Today is veteran’s day. Thank you to those of you who volunteered to serve our country so that I never had to face the draft. It’s not an easy job and we’re proud of you.
Today’s paper brought sad news of the death of a veteran of WWII, Vietnam and The Cold War. He was my fencing coach, Pete Conomikes.
He left a legacy of sportsmanship and a love for the elegant art of fencing. For those of us who fenced under him, Pete will always loom large in our memories.
From the Richmond Times Dispatch.
W&M fencing coach dies
Killed in Henrico crash, Conomikes had coached team for about 35 years
Monday, Nov 12, 2007 – 12:09 AM
By JULIAN WALKER
TIMES-DISPATCH STAFF WRITER
Virginia’s fencing community lost one of its elder statesmen when Peter S. “Pete” Conomikes died from injuries suffered in a car crash in Henrico County on Saturday afternoon.
Conomikes, 86, was driving some members of the College of William and Mary’s club fencing team, which he had coached for about 35 years. They were headed to a meet in Pennsylvania when the single-vehicle accident occurred around 1 p.m. on Interstate 295, near Interstate 95.
Three freshman fencers were injured in the wreck. Spencer Butts and Ben Gutenberg were in critical condition yesterday at VCU Medical Center. Matt Peppe was treated and released.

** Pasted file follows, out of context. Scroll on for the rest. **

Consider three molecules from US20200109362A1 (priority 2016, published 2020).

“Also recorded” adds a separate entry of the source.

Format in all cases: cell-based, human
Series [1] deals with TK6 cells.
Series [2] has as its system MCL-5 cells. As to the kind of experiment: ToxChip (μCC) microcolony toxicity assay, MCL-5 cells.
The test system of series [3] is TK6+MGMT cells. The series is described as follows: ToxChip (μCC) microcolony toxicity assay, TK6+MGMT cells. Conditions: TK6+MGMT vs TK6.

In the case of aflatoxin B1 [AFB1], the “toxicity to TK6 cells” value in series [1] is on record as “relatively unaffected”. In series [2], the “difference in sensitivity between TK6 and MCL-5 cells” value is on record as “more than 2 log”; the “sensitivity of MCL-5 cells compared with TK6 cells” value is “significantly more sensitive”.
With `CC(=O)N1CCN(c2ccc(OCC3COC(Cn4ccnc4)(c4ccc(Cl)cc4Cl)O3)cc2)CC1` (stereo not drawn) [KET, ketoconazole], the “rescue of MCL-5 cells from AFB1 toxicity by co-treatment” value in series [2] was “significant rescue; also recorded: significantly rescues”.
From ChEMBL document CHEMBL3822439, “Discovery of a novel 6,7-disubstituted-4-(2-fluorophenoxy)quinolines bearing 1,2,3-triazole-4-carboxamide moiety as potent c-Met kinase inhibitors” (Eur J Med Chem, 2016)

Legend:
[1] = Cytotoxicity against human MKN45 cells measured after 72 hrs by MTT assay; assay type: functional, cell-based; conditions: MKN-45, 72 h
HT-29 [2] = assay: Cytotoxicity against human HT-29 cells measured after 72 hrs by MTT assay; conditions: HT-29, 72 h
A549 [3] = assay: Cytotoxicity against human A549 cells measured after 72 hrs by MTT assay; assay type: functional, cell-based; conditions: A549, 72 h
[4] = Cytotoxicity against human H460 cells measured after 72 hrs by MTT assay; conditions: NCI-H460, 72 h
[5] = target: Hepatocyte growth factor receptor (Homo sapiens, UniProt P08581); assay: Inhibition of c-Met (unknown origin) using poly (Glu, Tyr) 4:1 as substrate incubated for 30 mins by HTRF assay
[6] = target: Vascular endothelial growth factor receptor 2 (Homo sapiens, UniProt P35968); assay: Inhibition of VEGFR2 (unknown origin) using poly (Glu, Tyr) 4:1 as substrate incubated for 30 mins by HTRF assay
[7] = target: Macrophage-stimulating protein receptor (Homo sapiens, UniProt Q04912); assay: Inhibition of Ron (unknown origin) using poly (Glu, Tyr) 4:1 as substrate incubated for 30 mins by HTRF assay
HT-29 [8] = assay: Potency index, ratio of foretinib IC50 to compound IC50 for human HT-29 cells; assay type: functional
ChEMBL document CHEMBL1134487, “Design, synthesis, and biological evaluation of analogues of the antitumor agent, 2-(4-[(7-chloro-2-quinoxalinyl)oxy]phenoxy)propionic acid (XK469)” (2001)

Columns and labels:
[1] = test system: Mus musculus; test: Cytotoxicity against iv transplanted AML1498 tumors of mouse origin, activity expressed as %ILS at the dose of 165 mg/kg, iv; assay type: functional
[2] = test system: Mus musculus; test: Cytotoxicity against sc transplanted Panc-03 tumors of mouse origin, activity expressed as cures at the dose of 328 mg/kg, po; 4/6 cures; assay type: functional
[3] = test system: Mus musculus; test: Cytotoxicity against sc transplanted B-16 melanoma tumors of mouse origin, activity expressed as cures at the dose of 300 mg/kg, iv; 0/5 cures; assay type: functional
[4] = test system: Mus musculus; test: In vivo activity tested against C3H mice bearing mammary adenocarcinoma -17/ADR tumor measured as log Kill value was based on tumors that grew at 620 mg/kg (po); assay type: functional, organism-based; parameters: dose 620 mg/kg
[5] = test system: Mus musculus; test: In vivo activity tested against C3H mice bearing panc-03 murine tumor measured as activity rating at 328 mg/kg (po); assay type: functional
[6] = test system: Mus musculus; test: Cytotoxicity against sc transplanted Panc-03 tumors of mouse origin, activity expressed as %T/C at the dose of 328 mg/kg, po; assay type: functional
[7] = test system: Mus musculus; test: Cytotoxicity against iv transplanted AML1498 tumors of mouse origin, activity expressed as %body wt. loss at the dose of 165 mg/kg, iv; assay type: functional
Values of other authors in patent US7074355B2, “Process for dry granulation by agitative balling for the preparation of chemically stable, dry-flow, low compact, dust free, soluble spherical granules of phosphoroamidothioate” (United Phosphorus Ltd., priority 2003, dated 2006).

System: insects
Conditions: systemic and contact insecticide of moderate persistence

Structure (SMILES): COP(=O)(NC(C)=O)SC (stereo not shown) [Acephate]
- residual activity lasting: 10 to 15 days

Reached by telephone, William and Mary senior Tom Hennig, a team captain, said Butts and Gutenberg are “going to be in the hospital for a while, but they’re doing reasonably well.”
He and other team members were at the hospital.
Hennig said the loss of Conomikes has shocked all who knew him, but none was surprised that he was heading to a fencing tournament.
“If Pete couldn’t go out fencing on the strip, this is the way he would have chosen,” he said. “He was actively coaching us on Friday.”
Conomikes came to William and Mary after serving in the Navy during World War II, the Army during the Vietnam War and retiring from the CIA , said his wife of 19 years, Constance R. Conomikes, in a telephone interview yesterday.
“He was kind, detail-oriented and very good with people,” she said. “He would like to be remembered as a fencing coach.”
Walter Green, who operates the Salle Green fencing school in Ashland, remembered him as a coach and an athlete.
“I fenced against him when he was in his 50s and I was in my 20s,” Green said, “and he was a tough opponent.”
Conomikes started fencing in 1940 at Columbia University in New York. He also trained under fencing master Giorgio Santelli.
Green said Conomikes was internationally certified as a coach and had held leadership roles with the U.S. Fencing Coaches Association.
Dick Oles, the Johns Hopkins University fencing coach and for decades a friendly rival of Conomikes, said Conomikes was among a few coaches who could “make fencers from scratch in a very short time.” He said Conomikes “was what used to be known as a ‘man’s man.’ He wasn’t into touchy-feely, male, wimp-o sensitivity stuff.”
Former William and Mary fencer Mike Anderson of Dallas said Conomikes “was a tough as nails, no-nonsense military veteran. He had a gruff exterior that masked an immense ability to care for his guys. And once he was in your corner, he was there forever.”
Contact Julian Walker at (804) 649-6831 or firstname.lastname@example.org.